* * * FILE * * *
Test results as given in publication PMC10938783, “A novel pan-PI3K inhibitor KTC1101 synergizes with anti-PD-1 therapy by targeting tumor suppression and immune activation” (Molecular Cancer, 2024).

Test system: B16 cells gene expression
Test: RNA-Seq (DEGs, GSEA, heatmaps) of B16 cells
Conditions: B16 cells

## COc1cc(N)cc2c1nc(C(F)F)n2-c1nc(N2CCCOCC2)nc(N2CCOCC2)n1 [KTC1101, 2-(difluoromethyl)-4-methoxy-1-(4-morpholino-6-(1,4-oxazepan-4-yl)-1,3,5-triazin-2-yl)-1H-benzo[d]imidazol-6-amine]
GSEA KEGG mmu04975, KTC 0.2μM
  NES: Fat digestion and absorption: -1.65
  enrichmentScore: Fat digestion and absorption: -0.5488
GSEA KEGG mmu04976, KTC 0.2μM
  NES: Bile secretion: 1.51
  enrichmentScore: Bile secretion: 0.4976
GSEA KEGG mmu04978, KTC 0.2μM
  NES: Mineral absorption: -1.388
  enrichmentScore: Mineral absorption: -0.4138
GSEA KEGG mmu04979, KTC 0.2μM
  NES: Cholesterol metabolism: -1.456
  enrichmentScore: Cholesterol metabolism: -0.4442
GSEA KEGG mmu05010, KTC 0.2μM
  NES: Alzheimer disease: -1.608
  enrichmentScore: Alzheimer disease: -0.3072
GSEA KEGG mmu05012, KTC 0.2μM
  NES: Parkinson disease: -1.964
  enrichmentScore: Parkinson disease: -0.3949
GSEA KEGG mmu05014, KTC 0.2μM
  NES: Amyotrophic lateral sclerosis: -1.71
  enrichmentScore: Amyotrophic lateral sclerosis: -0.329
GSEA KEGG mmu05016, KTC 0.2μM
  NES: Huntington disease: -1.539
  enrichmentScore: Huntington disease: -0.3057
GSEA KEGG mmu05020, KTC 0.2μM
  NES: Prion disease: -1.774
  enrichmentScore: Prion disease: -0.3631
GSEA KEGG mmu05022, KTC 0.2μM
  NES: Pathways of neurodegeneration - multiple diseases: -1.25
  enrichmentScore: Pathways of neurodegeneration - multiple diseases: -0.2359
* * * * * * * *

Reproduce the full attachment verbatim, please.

Test results as given in publication PMC10938783, “A novel pan-PI3K inhibitor KTC1101 synergizes with anti-PD-1 therapy by targeting tumor suppression and immune activation” (Molecular Cancer, 2024).

Test system: B16 cells gene expression
Test: RNA-Seq (DEGs, GSEA, heatmaps) of B16 cells
Conditions: B16 cells

## COc1cc(N)cc2c1nc(C(F)F)n2-c1nc(N2CCCOCC2)nc(N2CCOCC2)n1 [KTC1101, 2-(difluoromethyl)-4-methoxy-1-(4-morpholino-6-(1,4-oxazepan-4-yl)-1,3,5-triazin-2-yl)-1H-benzo[d]imidazol-6-amine]
GSEA KEGG mmu04975, KTC 0.2μM
  NES: Fat digestion and absorption: -1.65
  enrichmentScore: Fat digestion and absorption: -0.5488
GSEA KEGG mmu04976, KTC 0.2μM
  NES: Bile secretion: 1.51
  enrichmentScore: Bile secretion: 0.4976
GSEA KEGG mmu04978, KTC 0.2μM
  NES: Mineral absorption: -1.388
  enrichmentScore: Mineral absorption: -0.4138
GSEA KEGG mmu04979, KTC 0.2μM
  NES: Cholesterol metabolism: -1.456
  enrichmentScore: Cholesterol metabolism: -0.4442
GSEA KEGG mmu05010, KTC 0.2μM
  NES: Alzheimer disease: -1.608
  enrichmentScore: Alzheimer disease: -0.3072
GSEA KEGG mmu05012, KTC 0.2μM
  NES: Parkinson disease: -1.964
  enrichmentScore: Parkinson disease: -0.3949
GSEA KEGG mmu05014, KTC 0.2μM
  NES: Amyotrophic lateral sclerosis: -1.71
  enrichmentScore: Amyotrophic lateral sclerosis: -0.329
GSEA KEGG mmu05016, KTC 0.2μM
  NES: Huntington disease: -1.539
  enrichmentScore: Huntington disease: -0.3057
GSEA KEGG mmu05020, KTC 0.2μM
  NES: Prion disease: -1.774
  enrichmentScore: Prion disease: -0.3631
GSEA KEGG mmu05022, KTC 0.2μM
  NES: Pathways of neurodegeneration - multiple diseases: -1.25
  enrichmentScore: Pathways of neurodegeneration - multiple diseases: -0.2359